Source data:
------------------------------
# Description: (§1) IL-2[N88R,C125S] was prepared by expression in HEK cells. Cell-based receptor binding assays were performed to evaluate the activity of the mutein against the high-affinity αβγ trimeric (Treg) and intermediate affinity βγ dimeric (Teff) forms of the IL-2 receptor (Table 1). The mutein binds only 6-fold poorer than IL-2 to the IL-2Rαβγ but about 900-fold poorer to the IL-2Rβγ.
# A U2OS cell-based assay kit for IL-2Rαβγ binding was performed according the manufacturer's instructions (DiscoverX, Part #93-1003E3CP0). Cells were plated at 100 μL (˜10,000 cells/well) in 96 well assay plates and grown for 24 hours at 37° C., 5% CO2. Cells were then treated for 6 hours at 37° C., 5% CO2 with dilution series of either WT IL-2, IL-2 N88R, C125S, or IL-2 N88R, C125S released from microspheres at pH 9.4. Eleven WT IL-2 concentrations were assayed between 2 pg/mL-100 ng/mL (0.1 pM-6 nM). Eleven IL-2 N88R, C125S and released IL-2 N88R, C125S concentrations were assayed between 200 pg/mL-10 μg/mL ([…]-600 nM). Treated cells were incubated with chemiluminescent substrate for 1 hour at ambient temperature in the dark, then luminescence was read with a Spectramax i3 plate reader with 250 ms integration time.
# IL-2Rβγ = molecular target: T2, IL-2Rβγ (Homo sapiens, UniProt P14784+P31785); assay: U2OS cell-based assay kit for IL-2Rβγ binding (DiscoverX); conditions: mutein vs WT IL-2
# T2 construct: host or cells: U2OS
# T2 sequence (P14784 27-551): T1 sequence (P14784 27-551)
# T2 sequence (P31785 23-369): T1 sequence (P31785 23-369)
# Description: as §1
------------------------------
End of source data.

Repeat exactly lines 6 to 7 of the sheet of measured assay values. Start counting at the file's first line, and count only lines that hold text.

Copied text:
# T2 sequence (P31785 23-369): T1 sequence (P31785 23-369)
# Description: as §1